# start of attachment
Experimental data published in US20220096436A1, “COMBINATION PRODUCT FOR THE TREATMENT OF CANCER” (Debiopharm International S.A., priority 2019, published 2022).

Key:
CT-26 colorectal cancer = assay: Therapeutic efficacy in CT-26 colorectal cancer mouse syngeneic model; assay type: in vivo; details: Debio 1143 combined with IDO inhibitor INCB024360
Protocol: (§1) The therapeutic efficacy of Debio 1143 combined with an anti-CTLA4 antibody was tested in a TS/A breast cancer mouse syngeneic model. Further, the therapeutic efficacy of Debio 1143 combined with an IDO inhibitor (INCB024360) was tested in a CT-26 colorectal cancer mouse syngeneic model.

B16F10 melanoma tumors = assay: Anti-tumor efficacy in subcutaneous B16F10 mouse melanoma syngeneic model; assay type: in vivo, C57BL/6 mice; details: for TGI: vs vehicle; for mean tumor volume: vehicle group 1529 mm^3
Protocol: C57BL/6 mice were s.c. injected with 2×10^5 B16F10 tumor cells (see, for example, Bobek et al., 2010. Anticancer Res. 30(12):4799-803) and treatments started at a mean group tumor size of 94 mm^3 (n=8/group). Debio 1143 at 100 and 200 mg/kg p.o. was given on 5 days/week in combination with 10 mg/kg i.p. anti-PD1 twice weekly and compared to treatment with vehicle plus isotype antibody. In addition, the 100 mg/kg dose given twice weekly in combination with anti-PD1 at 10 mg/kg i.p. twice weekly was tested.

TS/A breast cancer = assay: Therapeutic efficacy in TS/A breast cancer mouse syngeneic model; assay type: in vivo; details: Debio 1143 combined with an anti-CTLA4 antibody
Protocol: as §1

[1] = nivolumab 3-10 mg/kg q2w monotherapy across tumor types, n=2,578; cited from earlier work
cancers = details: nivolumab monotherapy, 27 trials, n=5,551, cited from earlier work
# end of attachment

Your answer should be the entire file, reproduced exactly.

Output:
Experimental data published in US20220096436A1, “COMBINATION PRODUCT FOR THE TREATMENT OF CANCER” (Debiopharm International S.A., priority 2019, published 2022).

Key:
CT-26 colorectal cancer = assay: Therapeutic efficacy in CT-26 colorectal cancer mouse syngeneic model; assay type: in vivo; details: Debio 1143 combined with IDO inhibitor INCB024360
Protocol: (§1) The therapeutic efficacy of Debio 1143 combined with an anti-CTLA4 antibody was tested in a TS/A breast cancer mouse syngeneic model. Further, the therapeutic efficacy of Debio 1143 combined with an IDO inhibitor (INCB024360) was tested in a CT-26 colorectal cancer mouse syngeneic model.

B16F10 melanoma tumors = assay: Anti-tumor efficacy in subcutaneous B16F10 mouse melanoma syngeneic model; assay type: in vivo, C57BL/6 mice; details: for TGI: vs vehicle; for mean tumor volume: vehicle group 1529 mm^3
Protocol: C57BL/6 mice were s.c. injected with 2×10^5 B16F10 tumor cells (see, for example, Bobek et al., 2010. Anticancer Res. 30(12):4799-803) and treatments started at a mean group tumor size of 94 mm^3 (n=8/group). Debio 1143 at 100 and 200 mg/kg p.o. was given on 5 days/week in combination with 10 mg/kg i.p. anti-PD1 twice weekly and compared to treatment with vehicle plus isotype antibody. In addition, the 100 mg/kg dose given twice weekly in combination with anti-PD1 at 10 mg/kg i.p. twice weekly was tested.

TS/A breast cancer = assay: Therapeutic efficacy in TS/A breast cancer mouse syngeneic model; assay type: in vivo; details: Debio 1143 combined with an anti-CTLA4 antibody
Protocol: as §1

[1] = nivolumab 3-10 mg/kg q2w monotherapy across tumor types, n=2,578; cited from earlier work
cancers = details: nivolumab monotherapy, 27 trials, n=5,551, cited from earlier work